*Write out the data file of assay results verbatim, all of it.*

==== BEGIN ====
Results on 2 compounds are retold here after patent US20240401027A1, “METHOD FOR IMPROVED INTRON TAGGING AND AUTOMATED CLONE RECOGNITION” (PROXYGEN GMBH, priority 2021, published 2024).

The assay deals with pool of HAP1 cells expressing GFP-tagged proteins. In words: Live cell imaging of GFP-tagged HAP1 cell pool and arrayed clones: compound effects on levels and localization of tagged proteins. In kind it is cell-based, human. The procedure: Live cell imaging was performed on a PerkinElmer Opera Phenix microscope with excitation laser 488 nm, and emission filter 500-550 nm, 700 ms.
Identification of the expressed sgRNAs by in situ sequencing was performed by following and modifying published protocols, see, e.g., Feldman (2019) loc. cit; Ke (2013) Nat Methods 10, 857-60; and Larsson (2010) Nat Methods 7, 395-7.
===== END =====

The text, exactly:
Results on 2 compounds are retold here after patent US20240401027A1, “METHOD FOR IMPROVED INTRON TAGGING AND AUTOMATED CLONE RECOGNITION” (PROXYGEN GMBH, priority 2021, published 2024).

The assay deals with pool of HAP1 cells expressing GFP-tagged proteins. In words: Live cell imaging of GFP-tagged HAP1 cell pool and arrayed clones: compound effects on levels and localization of tagged proteins. In kind it is cell-based, human. The procedure: Live cell imaging was performed on a PerkinElmer Opera Phenix microscope with excitation laser 488 nm, and emission filter 500-550 nm, 700 ms.
Identification of the expressed sgRNAs by in situ sequencing was performed by following and modifying published protocols, see, e.g., Feldman (2019) loc. cit; Ke (2013) Nat Methods 10, 857-60; and Larsson (2010) Nat Methods 7, 395-7.